These log cabin building tips are a collection of ideas and advice that I’ve picked up over the years building log homes in western North Carolina. The tips included are just a few of the extra things I like to include as a contractor when building a home to try and make the result as maintenance-free as possible. For other money-saving ideas, check out our page on log cabin design tips and our page on saving money with cabin kits.
Hopefully these log home building tips will reduce the stress involved in the cabin build process. Building a log home can be overwhelming when you’re trying to think of everything you need to include and plan for. Maybe these ideas can increase your enjoyment of the build and encourage you to think creatively.
Put together an idea book with pictures of log homes you like, but especially of individual elements that catch your eye. It may be a staircase made of half logs, or a stone fireplace design, or exterior siding shingles made of bark, or an interior door built of red cedar or wrought iron railings.
Take a photo or tear out the picture from the magazine. Keep it with your idea book and soon you’ll have a range of ideas and log cabin building tips that will help you put together the ideal log cabin home design that’s right for you.
Log homes and timber frame homes are ideal for open plans and large Great Rooms. The structural strength of the heavy timbers and logs means that you can eliminate some walls and let the wood framing members span across large windows. You can even create entire window walls that offer unobstructed views across your property.
At the same time, you might consider raising your interior wall heights above 8’. The expansive nature of a log home calls for higher interior walls to balance the overall feeling of space with the massive log members. Simply calling for 9’ or even 10’ interior wall heights will give your log or timber frame home a grand and elegant look.
One of the greatest enemies of a log home is water. The most common reason for extensive log cabin maintenance or even cabin restoration is the result of water splashing back onto the lower section of logs. By ensuring that your foundation extends out of the ground by at least 18”, or even better 24”, you will lift those lower logs out of the worst area of damage. Out of all these log cabin building tips, this one will save you the most money and headache in the long run.
It also helps to add gutters to direct water flow away from your cabin so the rain doesn’t simply wash down over the walls. This will help preserve your log stain. Keep plants and bushes several feet away so that they don’t splash rain and so that adequate air flow can keep the log walls dry. Carefully plan your cabin landscaping.
One little touch that we like to do when building our log homes is to route our hot air vents underneath a cabinet or vanity and direct the air out through the toe kick. Not only does it eliminate an ugly floor vent that has to be cleaned, but it’s also a nice feeling on a cold morning to have your feet warmed as you stand at the kitchen counter or bathroom vanity.
It’s amazing how many plug-in appliances we have and continue to accrue. A closet or pantry area is a smart storage area to keep things plugged in and charging and hidden away. Some things to consider adding outlets for:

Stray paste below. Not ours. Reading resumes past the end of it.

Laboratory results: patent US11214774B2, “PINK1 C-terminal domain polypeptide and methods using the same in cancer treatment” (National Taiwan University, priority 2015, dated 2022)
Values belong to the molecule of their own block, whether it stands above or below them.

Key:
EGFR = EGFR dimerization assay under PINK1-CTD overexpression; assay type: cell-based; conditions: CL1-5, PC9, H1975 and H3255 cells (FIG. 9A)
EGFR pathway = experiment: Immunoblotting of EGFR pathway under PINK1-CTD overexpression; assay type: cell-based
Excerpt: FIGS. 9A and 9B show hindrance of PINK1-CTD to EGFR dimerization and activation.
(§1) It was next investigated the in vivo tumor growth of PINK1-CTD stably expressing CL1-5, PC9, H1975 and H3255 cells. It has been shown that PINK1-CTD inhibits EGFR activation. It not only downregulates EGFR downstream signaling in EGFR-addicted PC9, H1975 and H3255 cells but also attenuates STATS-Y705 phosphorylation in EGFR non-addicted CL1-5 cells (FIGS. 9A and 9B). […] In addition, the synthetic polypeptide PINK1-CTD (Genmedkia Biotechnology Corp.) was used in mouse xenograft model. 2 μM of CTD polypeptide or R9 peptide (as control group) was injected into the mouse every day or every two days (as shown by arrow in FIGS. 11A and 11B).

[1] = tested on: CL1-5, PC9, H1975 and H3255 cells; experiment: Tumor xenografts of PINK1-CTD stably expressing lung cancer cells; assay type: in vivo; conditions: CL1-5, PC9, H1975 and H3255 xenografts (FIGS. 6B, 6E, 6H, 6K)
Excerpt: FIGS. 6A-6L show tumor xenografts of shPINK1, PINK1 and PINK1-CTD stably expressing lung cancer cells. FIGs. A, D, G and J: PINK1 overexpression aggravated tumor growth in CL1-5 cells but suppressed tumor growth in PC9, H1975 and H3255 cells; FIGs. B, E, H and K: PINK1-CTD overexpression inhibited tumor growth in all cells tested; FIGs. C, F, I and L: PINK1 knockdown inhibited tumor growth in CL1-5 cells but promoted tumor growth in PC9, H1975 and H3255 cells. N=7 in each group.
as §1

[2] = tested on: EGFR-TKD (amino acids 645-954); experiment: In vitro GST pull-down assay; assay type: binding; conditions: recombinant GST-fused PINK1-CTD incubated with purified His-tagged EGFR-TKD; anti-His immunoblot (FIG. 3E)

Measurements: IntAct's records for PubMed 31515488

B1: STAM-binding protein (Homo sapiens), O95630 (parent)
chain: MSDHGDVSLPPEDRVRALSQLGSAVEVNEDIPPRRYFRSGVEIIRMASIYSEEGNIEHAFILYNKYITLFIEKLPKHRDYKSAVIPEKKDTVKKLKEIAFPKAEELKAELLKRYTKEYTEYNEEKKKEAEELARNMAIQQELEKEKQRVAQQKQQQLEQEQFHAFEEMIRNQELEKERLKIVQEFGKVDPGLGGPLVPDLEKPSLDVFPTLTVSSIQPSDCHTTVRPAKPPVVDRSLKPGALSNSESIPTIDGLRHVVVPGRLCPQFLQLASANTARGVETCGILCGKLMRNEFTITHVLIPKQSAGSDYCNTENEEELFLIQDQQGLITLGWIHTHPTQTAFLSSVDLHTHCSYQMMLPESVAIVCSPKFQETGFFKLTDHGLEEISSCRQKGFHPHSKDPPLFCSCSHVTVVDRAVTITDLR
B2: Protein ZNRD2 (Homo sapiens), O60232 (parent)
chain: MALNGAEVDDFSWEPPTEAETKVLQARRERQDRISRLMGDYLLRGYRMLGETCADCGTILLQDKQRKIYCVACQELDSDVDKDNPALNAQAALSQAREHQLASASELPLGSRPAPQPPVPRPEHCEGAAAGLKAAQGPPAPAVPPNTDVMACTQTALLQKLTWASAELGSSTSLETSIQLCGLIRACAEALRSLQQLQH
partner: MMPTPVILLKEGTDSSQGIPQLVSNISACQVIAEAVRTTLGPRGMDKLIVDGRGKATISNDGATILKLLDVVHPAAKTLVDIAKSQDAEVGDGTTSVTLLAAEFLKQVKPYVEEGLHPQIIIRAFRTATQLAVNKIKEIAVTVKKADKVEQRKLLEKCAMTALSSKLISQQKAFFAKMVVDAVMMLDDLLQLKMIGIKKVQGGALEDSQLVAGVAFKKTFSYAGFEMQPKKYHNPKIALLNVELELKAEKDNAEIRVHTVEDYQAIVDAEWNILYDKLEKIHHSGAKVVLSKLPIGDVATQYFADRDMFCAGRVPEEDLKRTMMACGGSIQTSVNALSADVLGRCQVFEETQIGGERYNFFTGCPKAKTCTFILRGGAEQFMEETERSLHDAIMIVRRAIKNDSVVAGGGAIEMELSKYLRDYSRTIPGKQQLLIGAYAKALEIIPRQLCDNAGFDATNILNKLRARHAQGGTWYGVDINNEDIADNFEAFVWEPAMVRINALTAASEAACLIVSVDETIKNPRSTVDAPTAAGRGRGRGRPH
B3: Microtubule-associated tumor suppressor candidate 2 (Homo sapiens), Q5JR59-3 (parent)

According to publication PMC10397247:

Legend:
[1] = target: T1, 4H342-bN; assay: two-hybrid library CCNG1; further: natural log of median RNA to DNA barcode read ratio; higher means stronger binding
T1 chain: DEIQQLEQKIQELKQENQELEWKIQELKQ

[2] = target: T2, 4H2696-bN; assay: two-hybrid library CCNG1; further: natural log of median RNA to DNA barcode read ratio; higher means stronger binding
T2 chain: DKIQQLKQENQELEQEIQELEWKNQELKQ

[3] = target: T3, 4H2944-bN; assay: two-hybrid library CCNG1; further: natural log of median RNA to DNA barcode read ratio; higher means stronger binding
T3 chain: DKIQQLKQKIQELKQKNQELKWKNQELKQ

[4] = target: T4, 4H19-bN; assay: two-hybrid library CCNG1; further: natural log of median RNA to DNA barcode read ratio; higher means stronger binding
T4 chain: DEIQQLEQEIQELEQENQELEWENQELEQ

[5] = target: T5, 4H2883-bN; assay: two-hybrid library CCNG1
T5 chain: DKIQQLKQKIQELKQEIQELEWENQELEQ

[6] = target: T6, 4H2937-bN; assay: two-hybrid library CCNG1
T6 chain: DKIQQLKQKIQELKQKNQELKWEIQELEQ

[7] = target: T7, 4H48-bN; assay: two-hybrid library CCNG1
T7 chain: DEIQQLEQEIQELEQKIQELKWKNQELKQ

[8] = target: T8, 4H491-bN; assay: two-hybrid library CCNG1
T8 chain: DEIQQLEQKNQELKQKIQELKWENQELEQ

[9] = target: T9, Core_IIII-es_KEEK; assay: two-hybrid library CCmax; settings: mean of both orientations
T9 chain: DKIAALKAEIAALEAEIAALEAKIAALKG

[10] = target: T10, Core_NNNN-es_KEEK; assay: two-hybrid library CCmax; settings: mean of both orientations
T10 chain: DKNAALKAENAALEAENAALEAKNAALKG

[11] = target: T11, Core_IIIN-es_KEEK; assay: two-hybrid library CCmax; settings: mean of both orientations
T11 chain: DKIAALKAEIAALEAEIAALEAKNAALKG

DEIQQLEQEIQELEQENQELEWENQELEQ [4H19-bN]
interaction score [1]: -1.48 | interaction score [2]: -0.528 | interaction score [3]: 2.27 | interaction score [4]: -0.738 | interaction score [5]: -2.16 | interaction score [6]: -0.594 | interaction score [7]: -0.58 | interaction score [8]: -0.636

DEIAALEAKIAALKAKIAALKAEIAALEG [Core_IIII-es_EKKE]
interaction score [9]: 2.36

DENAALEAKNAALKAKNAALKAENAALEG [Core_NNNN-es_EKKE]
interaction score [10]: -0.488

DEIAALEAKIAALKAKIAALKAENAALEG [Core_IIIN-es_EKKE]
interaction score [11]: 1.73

You can see how handy it would be to have dedicated outlets for these things and not have to run an extension cord or use a multi-plug adaptor.
Check with your local glass shop and you may be surprised at how affordable it is to install fixed glass. They can fabricate nearly any shape or size and typically have insulated energy-efficient glass. They can add tinting to glass and they can have glass tempered for safety if it’s being installed where it could be broken.
Building codes typically call for glass to be tempered if it within about 3’ of the floor, if it is nearby and on the same wall as a door, within 4’ of the top or bottom of stairs, etc. Check your local building codes if you are acting as your own general contractor, or just ask the glass shop as they will be familiar with the code requirements.
Here's a log cabin building tip that will save you money, time and work: Instead of spending huge amounts of money on a massive full-foundation fireplace, consider a fireplace insert. These are available for real wood-burning fireplaces as well as gas or propane fireplaces. Cover the framing with real stone or manufactured stone for even more weight savings.
The old days of man-made stone looking “fake” are long gone. You will be hard-pressed to tell the difference between real stone and manufactured stone these days and the fast installation will save you money.
Most of the wear and tear that happens to a hardwood floor is near the doors. People walk in from outside and their shoes are carrying dirt, sand, grit and stones that can wreak havoc on your beautiful hardwood floors.
When deciding on your cabin flooring, plan in an area of tile or other durable flooring material near the doors for a brush-off zone. You will save damage to your cabin’s hardwood flooring and the mix of flooring styles can add interest to your cabin interior design.
Use these log cabin building tips to stir your imagination and encourage you to think through the various plans and future uses you may have for your log home. Careful advance planning can save you a bundle of money both now and in the future and you will wind up with a log home that is perfectly suited to your needs.